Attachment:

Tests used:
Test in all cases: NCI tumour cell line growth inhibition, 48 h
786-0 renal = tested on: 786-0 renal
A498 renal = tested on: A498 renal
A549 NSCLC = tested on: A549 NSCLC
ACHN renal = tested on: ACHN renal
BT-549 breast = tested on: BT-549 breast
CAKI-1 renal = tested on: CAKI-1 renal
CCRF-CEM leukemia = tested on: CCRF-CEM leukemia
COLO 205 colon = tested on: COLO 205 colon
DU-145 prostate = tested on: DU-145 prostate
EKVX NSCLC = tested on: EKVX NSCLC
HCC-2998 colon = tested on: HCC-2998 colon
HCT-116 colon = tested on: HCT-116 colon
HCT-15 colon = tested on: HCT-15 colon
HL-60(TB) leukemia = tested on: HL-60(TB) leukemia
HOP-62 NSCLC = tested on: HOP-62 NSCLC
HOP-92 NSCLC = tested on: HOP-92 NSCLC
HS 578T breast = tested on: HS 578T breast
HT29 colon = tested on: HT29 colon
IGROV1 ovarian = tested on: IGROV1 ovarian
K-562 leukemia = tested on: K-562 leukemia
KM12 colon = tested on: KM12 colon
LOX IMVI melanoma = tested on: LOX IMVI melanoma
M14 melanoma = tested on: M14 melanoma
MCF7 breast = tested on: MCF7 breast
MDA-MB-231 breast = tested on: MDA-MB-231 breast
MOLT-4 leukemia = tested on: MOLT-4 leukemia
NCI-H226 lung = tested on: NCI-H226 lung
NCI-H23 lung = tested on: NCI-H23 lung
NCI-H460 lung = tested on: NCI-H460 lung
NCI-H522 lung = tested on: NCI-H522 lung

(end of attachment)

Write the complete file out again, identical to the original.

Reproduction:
Tests used:
Test in all cases: NCI tumour cell line growth inhibition, 48 h
786-0 renal = tested on: 786-0 renal
A498 renal = tested on: A498 renal
A549 NSCLC = tested on: A549 NSCLC
ACHN renal = tested on: ACHN renal
BT-549 breast = tested on: BT-549 breast
CAKI-1 renal = tested on: CAKI-1 renal
CCRF-CEM leukemia = tested on: CCRF-CEM leukemia
COLO 205 colon = tested on: COLO 205 colon
DU-145 prostate = tested on: DU-145 prostate
EKVX NSCLC = tested on: EKVX NSCLC
HCC-2998 colon = tested on: HCC-2998 colon
HCT-116 colon = tested on: HCT-116 colon
HCT-15 colon = tested on: HCT-15 colon
HL-60(TB) leukemia = tested on: HL-60(TB) leukemia
HOP-62 NSCLC = tested on: HOP-62 NSCLC
HOP-92 NSCLC = tested on: HOP-92 NSCLC
HS 578T breast = tested on: HS 578T breast
HT29 colon = tested on: HT29 colon
IGROV1 ovarian = tested on: IGROV1 ovarian
K-562 leukemia = tested on: K-562 leukemia
KM12 colon = tested on: KM12 colon
LOX IMVI melanoma = tested on: LOX IMVI melanoma
M14 melanoma = tested on: M14 melanoma
MCF7 breast = tested on: MCF7 breast
MDA-MB-231 breast = tested on: MDA-MB-231 breast
MOLT-4 leukemia = tested on: MOLT-4 leukemia
NCI-H226 lung = tested on: NCI-H226 lung
NCI-H23 lung = tested on: NCI-H23 lung
NCI-H460 lung = tested on: NCI-H460 lung
NCI-H522 lung = tested on: NCI-H522 lung